Enacting European citizenship (completed)
Acts of Citizenship and the Expansion of the Political:
Performative Politics by excluded groups in Germany and Hungary
Ayse Caglar, Prem Kumar Rajaram (Central European University http://sociology.ceu.edu/faculty)
This project aims to put EU citizenship under scrutiny through the category of the people who have an ambiguous positioning within EU space, i.e. who are “in but not of EU’. For this purpose we first concentrate on the Third-Country-Nationals (TCN) and undocumented migrants in the EU (groups from without the EU citizenship), who are formally and legally excluded from EU citizenship despite their inclusion into the social, economic and political space of EU. The second category of people are those who are in fact EU citizens, but still have an ambiguous positioning within the social, political and cultural space of EU, like Roma from new member states (i.e. groups from within EU citizenship). These categories are used to provide us a lens to observe how the social and political space of EU is constituted, cleared, maintained and reproduced from without and how the excluded by becoming claimants of rights pose challenges to the boundaries of political community and and social space envisaged by the EU.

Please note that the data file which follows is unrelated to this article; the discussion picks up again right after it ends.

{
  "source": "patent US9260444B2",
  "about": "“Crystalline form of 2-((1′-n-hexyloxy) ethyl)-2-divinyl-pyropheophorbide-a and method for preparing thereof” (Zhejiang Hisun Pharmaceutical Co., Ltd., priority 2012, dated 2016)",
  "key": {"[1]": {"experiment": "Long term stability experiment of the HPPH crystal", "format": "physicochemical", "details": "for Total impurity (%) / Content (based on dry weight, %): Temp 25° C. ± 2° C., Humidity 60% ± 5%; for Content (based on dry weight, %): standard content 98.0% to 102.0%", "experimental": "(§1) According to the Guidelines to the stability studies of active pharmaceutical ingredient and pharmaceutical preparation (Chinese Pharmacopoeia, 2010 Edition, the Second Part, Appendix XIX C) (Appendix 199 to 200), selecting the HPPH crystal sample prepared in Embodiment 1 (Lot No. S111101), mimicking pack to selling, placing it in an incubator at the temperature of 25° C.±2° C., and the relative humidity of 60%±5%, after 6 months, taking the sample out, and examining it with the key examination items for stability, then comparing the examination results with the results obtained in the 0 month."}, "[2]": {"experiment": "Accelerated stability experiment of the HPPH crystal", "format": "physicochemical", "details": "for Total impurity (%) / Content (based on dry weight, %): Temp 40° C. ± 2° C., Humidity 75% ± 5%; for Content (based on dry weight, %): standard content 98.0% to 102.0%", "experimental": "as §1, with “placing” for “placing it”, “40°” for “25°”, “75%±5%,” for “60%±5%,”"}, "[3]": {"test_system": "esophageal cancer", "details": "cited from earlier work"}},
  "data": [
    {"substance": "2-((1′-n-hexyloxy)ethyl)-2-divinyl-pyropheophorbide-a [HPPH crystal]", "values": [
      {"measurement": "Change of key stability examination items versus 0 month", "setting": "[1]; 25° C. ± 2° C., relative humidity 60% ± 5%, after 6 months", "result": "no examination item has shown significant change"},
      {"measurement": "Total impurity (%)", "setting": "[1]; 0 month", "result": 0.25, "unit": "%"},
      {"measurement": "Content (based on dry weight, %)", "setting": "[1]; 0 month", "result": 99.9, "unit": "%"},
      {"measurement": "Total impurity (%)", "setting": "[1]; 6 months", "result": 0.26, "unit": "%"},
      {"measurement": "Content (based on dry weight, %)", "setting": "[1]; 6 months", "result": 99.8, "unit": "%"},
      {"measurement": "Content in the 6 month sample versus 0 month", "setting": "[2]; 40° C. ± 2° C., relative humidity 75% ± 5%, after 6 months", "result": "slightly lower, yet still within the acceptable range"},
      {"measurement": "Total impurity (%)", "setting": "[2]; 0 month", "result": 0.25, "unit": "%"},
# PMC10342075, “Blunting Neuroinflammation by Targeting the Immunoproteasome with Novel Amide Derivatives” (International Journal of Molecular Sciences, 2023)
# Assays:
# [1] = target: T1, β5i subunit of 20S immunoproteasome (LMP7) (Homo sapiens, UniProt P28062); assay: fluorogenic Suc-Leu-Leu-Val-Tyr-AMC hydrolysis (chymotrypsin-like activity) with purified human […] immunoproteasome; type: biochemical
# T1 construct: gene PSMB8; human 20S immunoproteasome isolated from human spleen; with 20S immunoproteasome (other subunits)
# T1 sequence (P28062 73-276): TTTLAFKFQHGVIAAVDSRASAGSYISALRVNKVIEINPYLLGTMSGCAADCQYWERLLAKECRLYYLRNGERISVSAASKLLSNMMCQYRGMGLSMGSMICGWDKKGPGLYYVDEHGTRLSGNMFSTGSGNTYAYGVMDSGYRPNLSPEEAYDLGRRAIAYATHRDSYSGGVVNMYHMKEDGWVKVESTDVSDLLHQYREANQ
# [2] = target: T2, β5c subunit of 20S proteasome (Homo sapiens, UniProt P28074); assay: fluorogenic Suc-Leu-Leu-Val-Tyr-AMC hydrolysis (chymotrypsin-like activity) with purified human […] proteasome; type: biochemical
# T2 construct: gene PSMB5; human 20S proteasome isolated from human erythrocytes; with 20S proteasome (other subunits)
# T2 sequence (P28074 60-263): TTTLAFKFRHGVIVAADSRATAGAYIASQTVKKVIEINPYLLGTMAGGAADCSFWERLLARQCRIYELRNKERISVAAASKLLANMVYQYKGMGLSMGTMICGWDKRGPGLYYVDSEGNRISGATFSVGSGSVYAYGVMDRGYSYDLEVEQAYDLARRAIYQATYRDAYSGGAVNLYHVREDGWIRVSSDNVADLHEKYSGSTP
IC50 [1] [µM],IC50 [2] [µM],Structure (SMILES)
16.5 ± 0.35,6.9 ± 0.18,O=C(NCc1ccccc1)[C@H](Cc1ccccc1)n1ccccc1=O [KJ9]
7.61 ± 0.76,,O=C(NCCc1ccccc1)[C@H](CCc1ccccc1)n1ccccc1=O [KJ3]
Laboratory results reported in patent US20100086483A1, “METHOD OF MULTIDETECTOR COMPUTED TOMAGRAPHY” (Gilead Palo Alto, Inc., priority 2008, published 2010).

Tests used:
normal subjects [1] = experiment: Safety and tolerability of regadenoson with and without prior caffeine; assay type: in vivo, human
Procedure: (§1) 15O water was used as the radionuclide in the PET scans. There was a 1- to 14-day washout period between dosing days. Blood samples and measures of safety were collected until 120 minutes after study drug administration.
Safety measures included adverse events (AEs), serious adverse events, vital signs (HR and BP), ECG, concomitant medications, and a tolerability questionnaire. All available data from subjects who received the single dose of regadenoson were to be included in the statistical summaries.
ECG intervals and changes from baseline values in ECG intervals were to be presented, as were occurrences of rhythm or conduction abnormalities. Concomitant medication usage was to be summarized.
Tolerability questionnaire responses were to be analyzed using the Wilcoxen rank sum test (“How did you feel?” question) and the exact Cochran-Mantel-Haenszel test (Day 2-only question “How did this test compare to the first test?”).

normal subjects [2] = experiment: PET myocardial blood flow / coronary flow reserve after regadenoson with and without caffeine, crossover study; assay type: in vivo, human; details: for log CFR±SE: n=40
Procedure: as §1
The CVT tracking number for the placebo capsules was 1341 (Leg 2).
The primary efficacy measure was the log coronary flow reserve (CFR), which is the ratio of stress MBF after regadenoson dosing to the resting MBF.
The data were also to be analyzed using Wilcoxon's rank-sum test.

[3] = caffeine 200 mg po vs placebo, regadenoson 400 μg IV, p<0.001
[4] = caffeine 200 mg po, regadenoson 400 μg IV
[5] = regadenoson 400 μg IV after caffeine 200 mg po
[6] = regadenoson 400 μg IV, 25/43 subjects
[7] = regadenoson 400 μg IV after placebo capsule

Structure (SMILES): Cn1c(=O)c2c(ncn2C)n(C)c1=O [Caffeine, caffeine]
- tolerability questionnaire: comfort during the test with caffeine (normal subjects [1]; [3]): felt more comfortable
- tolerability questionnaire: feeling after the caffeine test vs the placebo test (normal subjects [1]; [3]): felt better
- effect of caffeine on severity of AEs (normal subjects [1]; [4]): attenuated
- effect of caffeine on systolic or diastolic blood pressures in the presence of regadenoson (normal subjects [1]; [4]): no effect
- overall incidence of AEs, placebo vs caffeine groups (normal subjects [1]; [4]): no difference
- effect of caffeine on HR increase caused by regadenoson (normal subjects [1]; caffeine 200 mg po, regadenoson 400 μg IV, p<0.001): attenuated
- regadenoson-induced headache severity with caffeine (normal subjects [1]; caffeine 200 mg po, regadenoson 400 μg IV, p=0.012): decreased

This project builds upon the conceptualization of citizenship as claimant acts of those from whom the rights are otherwise denied. These citizenship acts dwell on the outer limits of the hegemonic power and they refer to those acts that could neither be excluded completely by the centers of power, nor be captured without transforming the latter. These become acts as they imply rupture within the given definitions of the political community and the narratives of citizenship. This approach to enactment of citizenship implies an understanding of political participation beyond a narrowly defined political realm and beyond the canons of electoral politics. These Acts of citizenship ground their legitimacy and entitlements not in the existing legal and social frames but in unfamiliar or new grounds and become accessible only through fieldwork.
This specific project on in Germany explores the nature of the divides EU citizenship introduce into the polity and argues that these are not simple political ruptures as they are most often discussed in the literature, but also social ruptures that substantially endanger the conditions of equal communication, contemporaneity, thus the development of conviviality and fellowship among the fellow residents of the EU, as they deny coevalence to all of them. Berlin is taken as the site of research and through fieldwork conducted at courtrooms (mainly in family courts) including interviews with the claimants, judges, lawyers and legal organizations specializing on third country nationals, the following theoretical and methodological questions are raised about
- the relevance of the concept of rupture in understanding the inequalities and asymmetries of EU space
- the importance of materiality in the constitution of acts
- the importance of ethnography
- the judicialization of politics and the emergent politics of judicial sites.